7. Spergon Wynn, quarterback, 2000: The fact that he played in 10 NFL games gives hope to you and me that we, too, can be NFL quarterbacks. Threw 152 passes with the Browns and Vikings in two seasons and had one touchdown and seven picks.

8. Earthwind Moreland, cornerback, 2001: Strictly the name. I’m listening to “After the Love Has Gone” and “September” right now on my iPod, actually. He was supposed to develop into a nickel back for us. Appeared in two games with the Brownies. Did You Know?: Earthwind played for the AFL’s Las Vegas Gladiators in 2007? He didn’t make the cut when the team moved to Cleveland this year, though.

9. Wali Rainer, linebacker, 1999-2001: Probably one of few – very few – Brownies who could have played for real NFL teams during that era. Between him and Szczerbiak now, I guess I have a thing for guys named “Wali”, too. It rolls off the tongue nicely.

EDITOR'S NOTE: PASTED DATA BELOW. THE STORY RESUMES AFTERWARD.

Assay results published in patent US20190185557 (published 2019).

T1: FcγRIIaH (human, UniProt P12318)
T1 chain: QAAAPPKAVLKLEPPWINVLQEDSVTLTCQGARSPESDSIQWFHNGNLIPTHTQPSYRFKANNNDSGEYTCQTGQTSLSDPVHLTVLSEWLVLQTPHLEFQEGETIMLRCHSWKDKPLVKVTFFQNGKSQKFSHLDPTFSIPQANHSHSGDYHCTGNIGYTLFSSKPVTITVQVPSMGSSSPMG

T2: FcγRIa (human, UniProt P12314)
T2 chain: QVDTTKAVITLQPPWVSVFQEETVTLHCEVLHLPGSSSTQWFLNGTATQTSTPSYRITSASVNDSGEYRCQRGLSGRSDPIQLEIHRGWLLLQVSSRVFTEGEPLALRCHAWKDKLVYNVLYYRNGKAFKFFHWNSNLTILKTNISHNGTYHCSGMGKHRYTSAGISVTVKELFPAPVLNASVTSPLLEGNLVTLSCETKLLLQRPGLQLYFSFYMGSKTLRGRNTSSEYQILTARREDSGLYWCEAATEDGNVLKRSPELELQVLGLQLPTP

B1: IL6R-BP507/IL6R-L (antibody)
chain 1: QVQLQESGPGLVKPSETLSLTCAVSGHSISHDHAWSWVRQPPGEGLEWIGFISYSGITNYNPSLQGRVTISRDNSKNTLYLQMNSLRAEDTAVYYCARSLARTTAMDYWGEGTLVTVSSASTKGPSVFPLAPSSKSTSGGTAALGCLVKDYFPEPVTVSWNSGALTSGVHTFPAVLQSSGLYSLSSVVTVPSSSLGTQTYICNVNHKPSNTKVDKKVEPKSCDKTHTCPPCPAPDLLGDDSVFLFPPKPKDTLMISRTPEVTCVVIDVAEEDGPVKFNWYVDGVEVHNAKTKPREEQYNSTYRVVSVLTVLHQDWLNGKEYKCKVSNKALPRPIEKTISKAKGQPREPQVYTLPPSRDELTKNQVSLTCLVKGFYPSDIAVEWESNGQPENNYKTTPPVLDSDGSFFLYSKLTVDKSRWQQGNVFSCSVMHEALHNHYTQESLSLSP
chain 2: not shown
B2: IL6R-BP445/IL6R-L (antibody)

10. Mason Unck, special team extraordinaire, 2003-2006: Needed a special teams tackle? Unck was your man! I think former Bill and current CBS announcer Steve Tasker had a man-crush on Unck. And you know what? So did I.

11. Brian Kinchen, tight end, 1991-1995: I have no idea, I really don’t. I think I liked his name a lot, because I thought it was “Kitchen”, not “Kinchen”. Did You Know?: According to Wiki, Kinchen “was a commentator for ESPNU but was suspended after making a comment during a game that receivers needed to use their soft hands to ‘caress’ the ball and responding to his comment as ‘kinda gay.’”